July 8, 2013
Finally we come to the seventh and last of the Factors of Awakening, the fitting culmination and crown jewel, Equanimity, Upekkha in Pali. Equanimity is the balanced spacious stillness of mind that easily accommodates everything that naturally arises as it happens. As Mindfulness is the foundation and the first of the factors, Equanimity is the capstone which keeps all of the previous factors in balance.
Nyanaponika Thera, the 20th century German scholar and Theravadin Buddhist monk describes equanimity as “a perfect, unshakable balance of mind, rooted in insight.” A perfectly balanced and unshakable mind may seem like a lofty goal, perhaps even unattainable in the busyness of our daily lives. But in our lay lives and cultural context, developing an accommodating, balanced and non-contentious mind is both possible and realistic. And it takes perseverance, patience and practice.
I think of equanimity as the quality of spacious even-mindedness that allows me to experience whatever occurs with soft, wise resilience. If I can soften my edges, there’s nothing too sharp to bump up against. Painful experiences don’t sting as much or for as long, and it’s easier to come down from and let go of even the most wonderful, exciting and joyous events. Softening allows me to release the grip of grasping and craving, and not push so hard against adversity. Sylvia Boorstein has a simple, yet poignant way of addressing the struggling mind. She says, “It’s not what I wanted, but it’s what I’ve got.” This is the expression of a balanced mind. When I respond wisely and appropriately rather than react impulsively, I’m more likely to get a better outcome and be at ease. This is how I think of Equanimity, the capacity to make room for it all, to say “this, too.”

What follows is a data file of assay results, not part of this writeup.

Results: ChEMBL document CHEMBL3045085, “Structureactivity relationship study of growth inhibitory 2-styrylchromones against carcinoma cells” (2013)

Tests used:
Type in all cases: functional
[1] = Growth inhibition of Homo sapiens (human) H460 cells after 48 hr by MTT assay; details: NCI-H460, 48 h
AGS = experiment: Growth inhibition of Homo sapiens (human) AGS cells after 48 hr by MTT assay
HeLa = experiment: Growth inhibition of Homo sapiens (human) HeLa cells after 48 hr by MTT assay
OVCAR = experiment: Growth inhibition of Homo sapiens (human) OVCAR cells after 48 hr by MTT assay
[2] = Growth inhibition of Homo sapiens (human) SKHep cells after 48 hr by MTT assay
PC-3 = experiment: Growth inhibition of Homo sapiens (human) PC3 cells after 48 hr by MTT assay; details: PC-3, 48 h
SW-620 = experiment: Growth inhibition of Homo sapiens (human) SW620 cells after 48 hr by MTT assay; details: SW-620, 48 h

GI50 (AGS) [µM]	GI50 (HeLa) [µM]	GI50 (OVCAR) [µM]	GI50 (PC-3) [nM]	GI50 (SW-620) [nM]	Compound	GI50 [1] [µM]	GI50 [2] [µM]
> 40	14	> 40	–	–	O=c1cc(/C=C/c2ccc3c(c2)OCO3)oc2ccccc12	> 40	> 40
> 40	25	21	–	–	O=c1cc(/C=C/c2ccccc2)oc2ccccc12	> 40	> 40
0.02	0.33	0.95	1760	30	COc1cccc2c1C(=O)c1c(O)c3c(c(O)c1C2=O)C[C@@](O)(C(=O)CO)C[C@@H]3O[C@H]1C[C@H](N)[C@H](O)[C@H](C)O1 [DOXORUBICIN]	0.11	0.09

In Buddhist practice, the natural and endlessly changing conditions of our lives are known of as “The Eight Worldly Winds.” They include:
· Pleasure & Pain
· Loss & Gain
· Praise & Blame
· Fame & Shame
Our natural inclination is to pursue and be drawn to pleasure, gain, praise and fame, just as strongly as we try to avoid and push away pain, loss, blame and shame. They are the natural and normally recurring components of our lives. When we pay attention, it is easy to see that we all experience all of these “winds” continually. The key is how we respond. Do we get blown around unable to gain a foothold? Or do we have the capacity to see these conditions for what they are as they occur and work with them in a balanced patient manner?
With equanimity we develop the resilience, skill and wisdom to ride the winds and calm the vicissitudes of our lives with greater ease and acceptance. One of my favorite teachings comes from Ajahn Sumedho, a well-known contemporary Theravadin monk. He encourages us to see things as they are, rather than how we wish them to be. “Right now, it’s like this.” In recognizing how it is, we become familiar with the varying shades of joy, anger, fear, love, sorrow, delight, sadness, grief, happiness, etc. It is through this familiarity that we learn to accommodate it all; soft, wise and resilient.
“Praise and blame, gain and loss, pleasure and sorrow come and go like the wind. To be happy, rest like a great tree in the midst of it all.”
Here we are at the end of this exploration of the Seven Factors of Awakening, each a vital link in the chain that creates the whole. To conclude: stable and continuous mindfulnessleads to investigation and discerning wisdom. This stirs up the energy and effort that leads to rapture and joy, which in turn open the door to calm and tranquility. Meditation practice is then deliberately directed towards nurturing this calm through quieting the mind and body, the fertile soil necessary for concentration to grow and develop. Finally, out of a steady and concentrated mind equanimity arises, evolves, and becomes an ever present established state of mind. Developing these factors offers a path to awakening; living a balanced, kind, and skillful life.